What is a Ram disk??
No seriously... I want to know....
The word "disk" in "RAM disk" is a bit of a misnomer as there is no disk involved. A RAM disk is essentially an allocation of RAM that is given a drive designation and can consequently be used as storage, just as any regular disk would be. It's contents are only kept while the computer is on in some capacity, as all contents are stored in the computer's RAM. RAM disks are used in exactly the same way any other disk would be, but are faster and smaller in capacity, as RAM is generally lesser in proportion to permanent storage for most computers. The RAM used in the RAM disk is not accessible as standard RAM to the rest of the system until released from the RAM disk.
For example, say you have 16 GB of RAM in your system. If you allocated a RAM disk of 8 GB, your system would then have 8 GB of RAM for application use, and 8 GB of RAM disk storage. :-)
So basicly using your RAM as hard disk space, but I can not really imagine how the data can be kept after the PC is shut down seeing as RAM looses all it`s contents after you shut down... But HOLY SHIT the speeds is pretty insane!!!! But why would you want to do that, 8GB for I.E isn`t really of any use in my eyes...
You're right, all of the contents of a RAM disk are lost after power down. If you put your computer to sleep, the contents would be kept, but eventually every system needs a reboot.
If you need the kind of performance a RAM disk offers, then you could go that route. Really though, they have limited application anymore. Windows is quite good at caching data as it sees fit, and it will do this the first time you load data into memory, which really is no different than loading up a RAM disk. The only difference is, on a RAM disk you have to put the data there, whereas with Windows, it happens automatically. Since you put the data you want on the RAM disk yourself, you have more control over when that happens, so in essence, you are really just pre-caching. However, you could drum up other uses for a RAM disk if you preferred, such as holding temporary files, or browser cache files, or things that are updated often instead of sending those to something with SSD like write characteristics.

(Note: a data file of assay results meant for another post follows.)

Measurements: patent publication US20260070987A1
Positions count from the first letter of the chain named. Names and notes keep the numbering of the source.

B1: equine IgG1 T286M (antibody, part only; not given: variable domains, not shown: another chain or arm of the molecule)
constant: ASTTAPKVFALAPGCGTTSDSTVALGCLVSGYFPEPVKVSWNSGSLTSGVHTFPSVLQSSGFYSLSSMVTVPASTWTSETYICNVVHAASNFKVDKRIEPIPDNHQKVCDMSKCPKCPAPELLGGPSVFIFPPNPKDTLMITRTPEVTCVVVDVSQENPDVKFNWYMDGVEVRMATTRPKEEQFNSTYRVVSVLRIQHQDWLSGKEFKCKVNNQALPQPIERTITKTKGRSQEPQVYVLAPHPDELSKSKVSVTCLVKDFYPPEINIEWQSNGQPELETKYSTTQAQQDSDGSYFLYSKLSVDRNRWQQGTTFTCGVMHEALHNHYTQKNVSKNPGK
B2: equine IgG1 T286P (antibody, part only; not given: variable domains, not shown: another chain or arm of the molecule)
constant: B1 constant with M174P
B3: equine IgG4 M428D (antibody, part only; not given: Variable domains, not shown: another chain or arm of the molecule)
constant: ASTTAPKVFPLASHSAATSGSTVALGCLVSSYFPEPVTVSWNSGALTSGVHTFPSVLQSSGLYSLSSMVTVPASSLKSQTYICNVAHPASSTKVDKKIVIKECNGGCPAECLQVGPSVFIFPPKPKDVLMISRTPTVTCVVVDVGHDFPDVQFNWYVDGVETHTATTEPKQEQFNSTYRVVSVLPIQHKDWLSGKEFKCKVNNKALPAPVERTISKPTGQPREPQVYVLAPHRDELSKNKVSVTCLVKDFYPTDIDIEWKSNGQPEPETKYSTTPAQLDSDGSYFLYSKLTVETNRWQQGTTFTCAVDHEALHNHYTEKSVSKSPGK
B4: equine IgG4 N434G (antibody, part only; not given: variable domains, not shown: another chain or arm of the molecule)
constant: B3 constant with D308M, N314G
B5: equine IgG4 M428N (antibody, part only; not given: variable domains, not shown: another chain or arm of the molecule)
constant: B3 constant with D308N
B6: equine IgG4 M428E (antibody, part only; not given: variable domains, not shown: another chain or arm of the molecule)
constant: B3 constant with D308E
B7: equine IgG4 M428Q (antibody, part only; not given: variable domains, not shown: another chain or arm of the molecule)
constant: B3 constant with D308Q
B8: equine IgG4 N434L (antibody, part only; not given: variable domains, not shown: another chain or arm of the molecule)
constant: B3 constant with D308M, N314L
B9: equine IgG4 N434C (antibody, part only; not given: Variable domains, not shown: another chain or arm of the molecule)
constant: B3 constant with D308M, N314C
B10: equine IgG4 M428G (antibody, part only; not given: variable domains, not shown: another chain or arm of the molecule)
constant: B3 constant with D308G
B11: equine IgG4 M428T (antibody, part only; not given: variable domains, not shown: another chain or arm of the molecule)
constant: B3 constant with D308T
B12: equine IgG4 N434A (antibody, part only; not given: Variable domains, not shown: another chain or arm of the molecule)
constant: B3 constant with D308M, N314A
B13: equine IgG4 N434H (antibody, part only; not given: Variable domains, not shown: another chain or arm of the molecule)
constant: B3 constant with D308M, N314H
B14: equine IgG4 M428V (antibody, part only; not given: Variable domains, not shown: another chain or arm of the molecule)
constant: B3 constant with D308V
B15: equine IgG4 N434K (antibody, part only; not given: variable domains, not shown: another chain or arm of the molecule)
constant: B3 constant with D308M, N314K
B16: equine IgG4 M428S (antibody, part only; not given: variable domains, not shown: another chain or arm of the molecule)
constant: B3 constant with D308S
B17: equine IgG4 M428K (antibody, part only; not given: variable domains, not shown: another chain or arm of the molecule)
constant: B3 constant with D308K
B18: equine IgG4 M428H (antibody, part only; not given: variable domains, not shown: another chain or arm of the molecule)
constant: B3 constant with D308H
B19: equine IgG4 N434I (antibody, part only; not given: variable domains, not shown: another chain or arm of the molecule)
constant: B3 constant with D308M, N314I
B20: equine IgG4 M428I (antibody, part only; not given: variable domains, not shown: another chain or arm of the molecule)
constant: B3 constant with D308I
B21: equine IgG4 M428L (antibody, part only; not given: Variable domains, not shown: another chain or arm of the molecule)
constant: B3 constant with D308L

Putting your swap file on a RAM disk, while it may sound like a good idea on the surface, is not.
The only thing I run out of a ram disk is my browser and its cache(and the browser itself). Why? simply put it makes things good and fast and has a side effect of limiting writes to my SSD's
It saves to a hard drive on shut down and then reloads on startup.
Please not this DOES slow both the startup and shut down, but my media center is rarely off so its not an issue and even my main system seems to load and save it at a good enough speed.
Another place that ramdisks are used would be POS(point of sale) terminals sometimes as the OS is loaded off the network. This makes for a rather robust system as all data is saved to a server and the systems then selves do not need a hard drive(with SSD's i am not sure if they still do this).